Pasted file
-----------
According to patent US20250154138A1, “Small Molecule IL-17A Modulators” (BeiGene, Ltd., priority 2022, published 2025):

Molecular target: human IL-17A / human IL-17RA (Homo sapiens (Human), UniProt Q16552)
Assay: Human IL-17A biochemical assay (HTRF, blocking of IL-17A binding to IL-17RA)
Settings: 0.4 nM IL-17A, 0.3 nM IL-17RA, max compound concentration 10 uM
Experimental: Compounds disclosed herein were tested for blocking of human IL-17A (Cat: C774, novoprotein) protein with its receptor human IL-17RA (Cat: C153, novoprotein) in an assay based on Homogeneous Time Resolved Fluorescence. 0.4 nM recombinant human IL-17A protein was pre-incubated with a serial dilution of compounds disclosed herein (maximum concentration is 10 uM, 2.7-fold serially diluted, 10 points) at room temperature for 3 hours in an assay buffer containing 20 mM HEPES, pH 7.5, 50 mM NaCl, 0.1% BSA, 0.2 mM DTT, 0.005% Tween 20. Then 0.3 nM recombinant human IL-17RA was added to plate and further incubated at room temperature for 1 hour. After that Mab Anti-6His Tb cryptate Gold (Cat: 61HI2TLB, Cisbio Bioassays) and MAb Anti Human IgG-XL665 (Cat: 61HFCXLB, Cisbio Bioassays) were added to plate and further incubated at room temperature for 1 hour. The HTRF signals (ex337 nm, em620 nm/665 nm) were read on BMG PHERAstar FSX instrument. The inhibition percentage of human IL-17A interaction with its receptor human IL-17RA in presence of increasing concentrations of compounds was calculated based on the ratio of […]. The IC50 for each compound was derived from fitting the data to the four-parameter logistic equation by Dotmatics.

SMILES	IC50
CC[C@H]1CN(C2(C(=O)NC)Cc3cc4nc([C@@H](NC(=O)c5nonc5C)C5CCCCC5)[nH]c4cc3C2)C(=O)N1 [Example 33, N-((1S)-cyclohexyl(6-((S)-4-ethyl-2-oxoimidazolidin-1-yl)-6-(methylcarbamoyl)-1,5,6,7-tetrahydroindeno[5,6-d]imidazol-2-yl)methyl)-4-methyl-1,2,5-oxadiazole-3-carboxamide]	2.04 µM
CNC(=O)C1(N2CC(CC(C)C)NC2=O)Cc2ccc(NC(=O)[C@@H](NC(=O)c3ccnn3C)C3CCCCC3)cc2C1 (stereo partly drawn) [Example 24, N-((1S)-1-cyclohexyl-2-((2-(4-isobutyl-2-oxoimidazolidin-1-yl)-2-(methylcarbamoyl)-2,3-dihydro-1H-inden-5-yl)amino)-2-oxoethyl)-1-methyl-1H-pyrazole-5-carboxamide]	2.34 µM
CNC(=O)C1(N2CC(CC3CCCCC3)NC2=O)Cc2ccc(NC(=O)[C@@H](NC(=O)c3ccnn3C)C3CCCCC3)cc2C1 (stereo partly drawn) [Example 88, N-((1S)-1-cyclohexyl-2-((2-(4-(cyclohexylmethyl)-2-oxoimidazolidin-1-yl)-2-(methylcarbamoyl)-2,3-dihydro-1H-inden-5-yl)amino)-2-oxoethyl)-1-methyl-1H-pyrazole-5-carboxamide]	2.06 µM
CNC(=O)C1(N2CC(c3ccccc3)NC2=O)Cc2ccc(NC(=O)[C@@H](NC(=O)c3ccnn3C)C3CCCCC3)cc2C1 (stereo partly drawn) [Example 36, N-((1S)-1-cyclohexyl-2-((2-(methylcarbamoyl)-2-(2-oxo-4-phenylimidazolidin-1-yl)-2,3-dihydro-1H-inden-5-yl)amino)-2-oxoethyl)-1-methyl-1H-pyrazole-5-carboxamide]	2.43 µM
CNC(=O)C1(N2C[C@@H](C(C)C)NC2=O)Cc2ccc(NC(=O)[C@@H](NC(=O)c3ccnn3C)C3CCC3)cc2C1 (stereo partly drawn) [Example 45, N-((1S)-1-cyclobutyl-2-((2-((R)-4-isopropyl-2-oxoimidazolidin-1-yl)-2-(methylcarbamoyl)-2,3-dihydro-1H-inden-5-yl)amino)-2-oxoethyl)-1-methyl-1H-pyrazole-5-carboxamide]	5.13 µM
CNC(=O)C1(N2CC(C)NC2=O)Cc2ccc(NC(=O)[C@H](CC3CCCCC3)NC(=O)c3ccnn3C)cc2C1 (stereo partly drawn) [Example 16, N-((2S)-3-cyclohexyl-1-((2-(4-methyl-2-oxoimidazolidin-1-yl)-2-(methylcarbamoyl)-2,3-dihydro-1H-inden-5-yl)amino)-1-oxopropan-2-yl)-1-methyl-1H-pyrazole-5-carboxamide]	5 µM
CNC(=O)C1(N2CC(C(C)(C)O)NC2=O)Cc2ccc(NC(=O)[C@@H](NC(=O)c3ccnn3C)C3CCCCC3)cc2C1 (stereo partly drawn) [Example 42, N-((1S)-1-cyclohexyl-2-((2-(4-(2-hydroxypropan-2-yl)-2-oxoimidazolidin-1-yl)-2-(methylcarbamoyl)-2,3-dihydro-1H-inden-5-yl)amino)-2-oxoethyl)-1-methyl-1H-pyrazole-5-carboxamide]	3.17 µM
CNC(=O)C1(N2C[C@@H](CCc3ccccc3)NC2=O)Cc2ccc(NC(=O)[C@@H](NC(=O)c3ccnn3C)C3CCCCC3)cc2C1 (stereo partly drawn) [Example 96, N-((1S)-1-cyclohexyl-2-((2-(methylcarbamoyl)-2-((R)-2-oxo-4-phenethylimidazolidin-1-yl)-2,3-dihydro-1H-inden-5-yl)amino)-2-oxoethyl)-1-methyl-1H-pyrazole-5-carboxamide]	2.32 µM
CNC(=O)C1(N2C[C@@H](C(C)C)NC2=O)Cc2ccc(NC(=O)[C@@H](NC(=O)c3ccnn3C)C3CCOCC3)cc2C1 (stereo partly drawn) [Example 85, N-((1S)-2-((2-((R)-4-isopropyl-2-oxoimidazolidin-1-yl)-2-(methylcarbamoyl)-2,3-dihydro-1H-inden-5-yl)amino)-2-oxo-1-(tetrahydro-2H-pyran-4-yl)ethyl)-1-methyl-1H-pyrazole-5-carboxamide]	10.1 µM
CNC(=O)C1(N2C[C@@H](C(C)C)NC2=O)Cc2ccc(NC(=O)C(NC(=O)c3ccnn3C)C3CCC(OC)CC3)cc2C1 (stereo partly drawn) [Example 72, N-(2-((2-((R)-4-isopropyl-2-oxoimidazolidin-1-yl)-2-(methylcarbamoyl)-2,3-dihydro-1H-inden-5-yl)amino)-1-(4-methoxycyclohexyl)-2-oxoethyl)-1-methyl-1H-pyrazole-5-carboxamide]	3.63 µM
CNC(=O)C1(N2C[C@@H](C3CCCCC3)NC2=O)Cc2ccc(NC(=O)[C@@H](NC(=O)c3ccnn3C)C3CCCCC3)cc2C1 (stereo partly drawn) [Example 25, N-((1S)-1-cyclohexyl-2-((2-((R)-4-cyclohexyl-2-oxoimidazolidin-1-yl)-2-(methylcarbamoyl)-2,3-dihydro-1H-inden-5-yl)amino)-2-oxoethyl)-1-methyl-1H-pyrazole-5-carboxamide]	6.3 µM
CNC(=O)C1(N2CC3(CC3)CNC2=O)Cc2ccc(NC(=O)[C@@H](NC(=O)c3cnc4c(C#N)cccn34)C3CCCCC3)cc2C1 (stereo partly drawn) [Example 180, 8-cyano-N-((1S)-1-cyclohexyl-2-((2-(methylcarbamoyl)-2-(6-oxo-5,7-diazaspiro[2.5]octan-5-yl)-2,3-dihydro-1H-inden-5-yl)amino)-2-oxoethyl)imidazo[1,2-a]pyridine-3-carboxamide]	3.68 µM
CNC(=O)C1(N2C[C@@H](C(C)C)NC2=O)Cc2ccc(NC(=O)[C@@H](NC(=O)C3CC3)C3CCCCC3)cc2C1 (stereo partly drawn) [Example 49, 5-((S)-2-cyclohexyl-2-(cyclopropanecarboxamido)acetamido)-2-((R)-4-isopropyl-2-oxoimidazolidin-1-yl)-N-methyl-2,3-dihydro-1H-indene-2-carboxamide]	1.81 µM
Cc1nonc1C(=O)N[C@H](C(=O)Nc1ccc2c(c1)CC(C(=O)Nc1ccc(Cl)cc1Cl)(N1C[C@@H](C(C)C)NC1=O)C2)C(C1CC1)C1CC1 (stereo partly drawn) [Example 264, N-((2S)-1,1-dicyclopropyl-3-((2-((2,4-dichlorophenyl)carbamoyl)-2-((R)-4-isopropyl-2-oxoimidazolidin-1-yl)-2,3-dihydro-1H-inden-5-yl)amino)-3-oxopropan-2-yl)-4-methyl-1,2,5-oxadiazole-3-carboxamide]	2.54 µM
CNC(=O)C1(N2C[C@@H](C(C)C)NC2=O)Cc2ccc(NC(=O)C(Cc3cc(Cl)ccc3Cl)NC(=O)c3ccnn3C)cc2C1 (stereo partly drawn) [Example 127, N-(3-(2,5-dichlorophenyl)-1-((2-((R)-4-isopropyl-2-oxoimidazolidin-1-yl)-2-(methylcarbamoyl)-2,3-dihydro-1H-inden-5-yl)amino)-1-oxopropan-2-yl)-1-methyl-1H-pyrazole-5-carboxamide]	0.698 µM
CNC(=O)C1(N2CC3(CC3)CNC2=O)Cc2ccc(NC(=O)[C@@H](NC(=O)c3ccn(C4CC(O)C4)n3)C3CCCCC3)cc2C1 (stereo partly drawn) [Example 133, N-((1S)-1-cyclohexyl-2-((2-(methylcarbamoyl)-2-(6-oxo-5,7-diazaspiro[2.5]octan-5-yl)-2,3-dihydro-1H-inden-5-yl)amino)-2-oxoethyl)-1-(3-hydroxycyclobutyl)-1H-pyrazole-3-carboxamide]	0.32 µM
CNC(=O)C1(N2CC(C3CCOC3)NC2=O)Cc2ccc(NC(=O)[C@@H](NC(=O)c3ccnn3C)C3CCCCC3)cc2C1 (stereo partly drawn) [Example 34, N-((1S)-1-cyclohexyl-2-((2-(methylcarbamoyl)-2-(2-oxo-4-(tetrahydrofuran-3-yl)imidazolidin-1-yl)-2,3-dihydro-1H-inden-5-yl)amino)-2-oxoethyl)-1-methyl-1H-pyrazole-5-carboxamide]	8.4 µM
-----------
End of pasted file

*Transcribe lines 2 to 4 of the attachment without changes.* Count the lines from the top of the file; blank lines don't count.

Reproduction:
Molecular target: human IL-17A / human IL-17RA (Homo sapiens (Human), UniProt Q16552)
Assay: Human IL-17A biochemical assay (HTRF, blocking of IL-17A binding to IL-17RA)
Settings: 0.4 nM IL-17A, 0.3 nM IL-17RA, max compound concentration 10 uM